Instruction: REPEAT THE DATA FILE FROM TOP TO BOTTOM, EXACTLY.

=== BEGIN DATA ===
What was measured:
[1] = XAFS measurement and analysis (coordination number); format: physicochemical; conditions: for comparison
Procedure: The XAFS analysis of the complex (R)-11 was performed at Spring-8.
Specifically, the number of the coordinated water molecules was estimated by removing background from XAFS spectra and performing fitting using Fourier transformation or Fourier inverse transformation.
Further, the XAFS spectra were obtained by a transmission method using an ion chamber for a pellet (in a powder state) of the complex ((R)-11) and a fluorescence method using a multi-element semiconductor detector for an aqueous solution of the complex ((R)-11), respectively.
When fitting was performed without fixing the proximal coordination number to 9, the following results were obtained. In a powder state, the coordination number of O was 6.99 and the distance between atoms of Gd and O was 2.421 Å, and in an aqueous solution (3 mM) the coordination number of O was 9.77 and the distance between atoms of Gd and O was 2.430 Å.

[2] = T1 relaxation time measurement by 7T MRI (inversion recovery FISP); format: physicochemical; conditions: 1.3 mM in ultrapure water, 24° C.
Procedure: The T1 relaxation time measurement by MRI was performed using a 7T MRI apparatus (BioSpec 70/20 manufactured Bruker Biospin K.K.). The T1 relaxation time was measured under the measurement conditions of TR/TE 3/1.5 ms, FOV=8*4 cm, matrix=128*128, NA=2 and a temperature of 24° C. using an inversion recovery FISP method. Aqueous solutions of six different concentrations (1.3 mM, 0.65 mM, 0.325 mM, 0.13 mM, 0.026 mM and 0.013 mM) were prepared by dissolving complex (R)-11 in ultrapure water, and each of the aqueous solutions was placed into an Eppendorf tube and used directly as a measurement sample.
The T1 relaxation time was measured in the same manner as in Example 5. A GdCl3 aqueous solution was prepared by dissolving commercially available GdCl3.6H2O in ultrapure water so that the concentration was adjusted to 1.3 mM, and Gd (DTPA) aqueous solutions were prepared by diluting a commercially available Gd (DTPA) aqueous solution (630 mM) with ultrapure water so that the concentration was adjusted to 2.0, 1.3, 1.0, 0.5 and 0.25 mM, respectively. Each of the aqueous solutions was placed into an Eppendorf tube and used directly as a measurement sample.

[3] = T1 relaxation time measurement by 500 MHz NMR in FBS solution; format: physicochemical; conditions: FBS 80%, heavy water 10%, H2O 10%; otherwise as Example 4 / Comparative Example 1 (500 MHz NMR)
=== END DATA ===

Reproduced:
What was measured:
[1] = XAFS measurement and analysis (coordination number); format: physicochemical; conditions: for comparison
Procedure: The XAFS analysis of the complex (R)-11 was performed at Spring-8.
Specifically, the number of the coordinated water molecules was estimated by removing background from XAFS spectra and performing fitting using Fourier transformation or Fourier inverse transformation.
Further, the XAFS spectra were obtained by a transmission method using an ion chamber for a pellet (in a powder state) of the complex ((R)-11) and a fluorescence method using a multi-element semiconductor detector for an aqueous solution of the complex ((R)-11), respectively.
When fitting was performed without fixing the proximal coordination number to 9, the following results were obtained. In a powder state, the coordination number of O was 6.99 and the distance between atoms of Gd and O was 2.421 Å, and in an aqueous solution (3 mM) the coordination number of O was 9.77 and the distance between atoms of Gd and O was 2.430 Å.

[2] = T1 relaxation time measurement by 7T MRI (inversion recovery FISP); format: physicochemical; conditions: 1.3 mM in ultrapure water, 24° C.
Procedure: The T1 relaxation time measurement by MRI was performed using a 7T MRI apparatus (BioSpec 70/20 manufactured Bruker Biospin K.K.). The T1 relaxation time was measured under the measurement conditions of TR/TE 3/1.5 ms, FOV=8*4 cm, matrix=128*128, NA=2 and a temperature of 24° C. using an inversion recovery FISP method. Aqueous solutions of six different concentrations (1.3 mM, 0.65 mM, 0.325 mM, 0.13 mM, 0.026 mM and 0.013 mM) were prepared by dissolving complex (R)-11 in ultrapure water, and each of the aqueous solutions was placed into an Eppendorf tube and used directly as a measurement sample.
The T1 relaxation time was measured in the same manner as in Example 5. A GdCl3 aqueous solution was prepared by dissolving commercially available GdCl3.6H2O in ultrapure water so that the concentration was adjusted to 1.3 mM, and Gd (DTPA) aqueous solutions were prepared by diluting a commercially available Gd (DTPA) aqueous solution (630 mM) with ultrapure water so that the concentration was adjusted to 2.0, 1.3, 1.0, 0.5 and 0.25 mM, respectively. Each of the aqueous solutions was placed into an Eppendorf tube and used directly as a measurement sample.

[3] = T1 relaxation time measurement by 500 MHz NMR in FBS solution; format: physicochemical; conditions: FBS 80%, heavy water 10%, H2O 10%; otherwise as Example 4 / Comparative Example 1 (500 MHz NMR)